Stuff feels hard when your manager has to do it instead of a workstation doing it. You don't know how to do it using only the sorts of cheap, plentiful mental resources that form automatic workstations.

People are confused because having their manager do something is a common step in workstation setup. First you figure out how to do something using conscious attention and maximum focus. If you can do it at all, that's a good step one. Then you figure out how to do it more easily and reliably. Then you get good at it to the point it's easy and automatic/intuitive/second-nature.

But doing something for the purpose of learning and setting up an automatic workstation, and doing it to get it done, are different things. The goal matters to how its done. Like, is the manager taking notes on how he does it so that he can then hand off the job to an unskilled worker later? Is he looking for what could be automated, as he goes along? Is he trying to figure out how to break down the task into small, simple parts that could be handled by dumb workers or robots? Doing those things helps work towards a day when the manager can stop being involved and delegate everything – which means he can move on to new projects.

On the other hand, sometimes people think they will only do something once, so they don't worry about any of that stuff, they just try to get it done and even getting the manager to do it a second time would be hard (they have no notes, they don't even know exactly what they did, they just fiddled with stuff until it worked and they lost track of some of their actions).

And sometimes people think automating something is too hard, so they won't bother. Right now, the easiest thing to do is get it done without worrying about the future. Figuring out how to automate stuff is extra work. Then they do the same thing again the next day, and the next, and they keep wasting manager effort and never get a workstation created. (This is more common with things that come up sporadically, e.g. every few weeks, but sometimes people do it with daily tasks.) Or sometimes people partially automate a task, e.g. typing, but they never fully automate it, it's always a bit of work and a bit distracting.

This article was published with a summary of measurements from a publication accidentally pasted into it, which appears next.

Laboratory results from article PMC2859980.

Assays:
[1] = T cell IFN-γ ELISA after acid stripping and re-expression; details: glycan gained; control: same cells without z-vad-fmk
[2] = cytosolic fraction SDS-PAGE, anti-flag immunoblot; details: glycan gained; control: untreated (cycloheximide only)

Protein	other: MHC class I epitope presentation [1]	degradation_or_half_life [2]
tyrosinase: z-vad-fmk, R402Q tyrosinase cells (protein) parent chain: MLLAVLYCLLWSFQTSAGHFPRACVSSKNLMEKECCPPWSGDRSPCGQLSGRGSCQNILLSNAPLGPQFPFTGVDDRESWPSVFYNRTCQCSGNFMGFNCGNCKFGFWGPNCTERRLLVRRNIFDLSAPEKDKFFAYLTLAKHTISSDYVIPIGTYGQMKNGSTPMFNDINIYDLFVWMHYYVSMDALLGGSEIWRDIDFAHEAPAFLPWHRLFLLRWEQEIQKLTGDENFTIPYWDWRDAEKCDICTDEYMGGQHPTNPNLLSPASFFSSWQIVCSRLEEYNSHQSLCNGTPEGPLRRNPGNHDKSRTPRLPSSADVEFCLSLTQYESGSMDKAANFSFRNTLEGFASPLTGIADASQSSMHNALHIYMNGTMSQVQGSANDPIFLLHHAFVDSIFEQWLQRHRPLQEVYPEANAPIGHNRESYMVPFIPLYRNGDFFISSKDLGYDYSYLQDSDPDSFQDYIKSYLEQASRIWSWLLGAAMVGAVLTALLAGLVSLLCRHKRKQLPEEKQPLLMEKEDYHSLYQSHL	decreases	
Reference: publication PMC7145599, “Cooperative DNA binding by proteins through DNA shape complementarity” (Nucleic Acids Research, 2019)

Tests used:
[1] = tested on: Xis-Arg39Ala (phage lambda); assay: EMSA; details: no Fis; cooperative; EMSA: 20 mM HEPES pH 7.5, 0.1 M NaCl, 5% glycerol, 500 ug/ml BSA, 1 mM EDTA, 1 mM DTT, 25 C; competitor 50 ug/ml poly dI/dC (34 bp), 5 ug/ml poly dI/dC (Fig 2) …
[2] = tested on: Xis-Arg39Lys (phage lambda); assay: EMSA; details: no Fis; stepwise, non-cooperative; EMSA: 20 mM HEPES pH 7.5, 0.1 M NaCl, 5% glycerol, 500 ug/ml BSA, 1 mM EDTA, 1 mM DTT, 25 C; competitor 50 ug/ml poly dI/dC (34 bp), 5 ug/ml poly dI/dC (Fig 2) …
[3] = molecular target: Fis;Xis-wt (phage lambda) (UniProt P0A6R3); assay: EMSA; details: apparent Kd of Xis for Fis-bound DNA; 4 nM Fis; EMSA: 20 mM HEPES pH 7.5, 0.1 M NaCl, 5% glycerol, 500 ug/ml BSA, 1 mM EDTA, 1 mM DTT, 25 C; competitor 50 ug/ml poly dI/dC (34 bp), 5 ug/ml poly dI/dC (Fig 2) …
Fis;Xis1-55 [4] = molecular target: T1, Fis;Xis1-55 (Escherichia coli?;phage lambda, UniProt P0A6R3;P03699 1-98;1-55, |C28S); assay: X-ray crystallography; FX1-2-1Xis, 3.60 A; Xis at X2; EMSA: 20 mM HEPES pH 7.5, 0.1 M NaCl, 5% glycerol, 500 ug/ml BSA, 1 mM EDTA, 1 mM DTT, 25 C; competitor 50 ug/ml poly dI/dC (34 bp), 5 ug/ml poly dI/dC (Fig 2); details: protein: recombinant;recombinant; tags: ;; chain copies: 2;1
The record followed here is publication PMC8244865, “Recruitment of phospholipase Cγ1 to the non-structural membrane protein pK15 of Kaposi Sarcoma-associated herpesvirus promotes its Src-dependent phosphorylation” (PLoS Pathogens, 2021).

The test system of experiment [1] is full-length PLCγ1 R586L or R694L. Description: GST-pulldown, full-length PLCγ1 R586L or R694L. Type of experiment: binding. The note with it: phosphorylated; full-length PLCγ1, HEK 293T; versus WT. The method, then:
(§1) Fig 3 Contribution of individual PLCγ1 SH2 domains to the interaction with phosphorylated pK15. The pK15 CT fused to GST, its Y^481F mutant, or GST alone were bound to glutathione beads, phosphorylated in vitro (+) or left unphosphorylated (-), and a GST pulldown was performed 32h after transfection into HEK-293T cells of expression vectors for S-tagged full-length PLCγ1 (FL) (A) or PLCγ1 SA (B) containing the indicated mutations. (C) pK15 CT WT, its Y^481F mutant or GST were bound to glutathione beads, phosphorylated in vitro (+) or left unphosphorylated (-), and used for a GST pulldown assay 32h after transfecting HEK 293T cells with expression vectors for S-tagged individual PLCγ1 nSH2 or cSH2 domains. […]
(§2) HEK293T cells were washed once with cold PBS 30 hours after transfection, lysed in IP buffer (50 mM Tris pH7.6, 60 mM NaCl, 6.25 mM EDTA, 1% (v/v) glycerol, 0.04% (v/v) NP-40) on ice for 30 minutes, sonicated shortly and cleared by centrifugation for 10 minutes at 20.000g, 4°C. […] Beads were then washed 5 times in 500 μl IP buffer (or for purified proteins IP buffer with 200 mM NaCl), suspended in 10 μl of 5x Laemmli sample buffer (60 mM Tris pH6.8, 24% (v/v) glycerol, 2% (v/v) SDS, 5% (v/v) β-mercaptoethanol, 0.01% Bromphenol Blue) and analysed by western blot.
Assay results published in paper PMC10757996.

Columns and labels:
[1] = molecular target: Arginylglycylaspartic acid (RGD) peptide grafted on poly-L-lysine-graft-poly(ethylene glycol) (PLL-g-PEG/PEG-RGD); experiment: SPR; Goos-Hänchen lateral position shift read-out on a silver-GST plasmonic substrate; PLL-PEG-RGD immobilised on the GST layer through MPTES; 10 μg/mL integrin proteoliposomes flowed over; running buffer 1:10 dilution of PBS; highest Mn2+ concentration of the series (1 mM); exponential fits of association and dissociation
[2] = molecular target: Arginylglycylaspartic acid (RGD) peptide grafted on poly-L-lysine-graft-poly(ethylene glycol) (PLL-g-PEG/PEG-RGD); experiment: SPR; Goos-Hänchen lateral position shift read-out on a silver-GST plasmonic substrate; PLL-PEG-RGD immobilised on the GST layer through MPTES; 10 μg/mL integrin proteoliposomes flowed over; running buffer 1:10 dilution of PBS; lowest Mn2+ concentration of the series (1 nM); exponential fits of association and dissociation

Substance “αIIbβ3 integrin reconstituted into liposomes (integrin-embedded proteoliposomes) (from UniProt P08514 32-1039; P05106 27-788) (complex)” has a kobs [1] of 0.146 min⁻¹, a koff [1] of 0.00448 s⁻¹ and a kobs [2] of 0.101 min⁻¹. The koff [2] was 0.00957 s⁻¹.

People talk about inspiration and perspiration. But it should be inspiration and automation. Instead of working hard, figure out how the great new idea can be done easily and repeatedly.

A big obstacle to automation is errors. Every time something goes wrong, the low skill workers or robots at the workstation can't do much troubleshooting. They aren't very creative. They'll go through a checklist of troubleshooting steps if their manager told them to (that's highly recommended!). If that doesn't work, then either the manager has to come along and fix things (like if a machine is broken), or else they can throw out that work product and start over (if only half of the things the workstation produces actually work, it can still produce stuff, although there better be some quality control steps to actually find the broken ones and get rid of them).

Automating requires figuring out how to do stuff in a highly reliable way with a low error rate. You have to figure out not just a method to accomplish a task, but an easy, reliable method that doesn't have many ways to fail. If every step is easy, and that are steps to check for problems and standard ways to fix them, then it can work pretty well and the manager doesn't have to be called in very often to clean up a mess. That's good if your goal is to get millions of workstations running, with just one manager, so that you can get a lot done in life. And yes millions is realistic.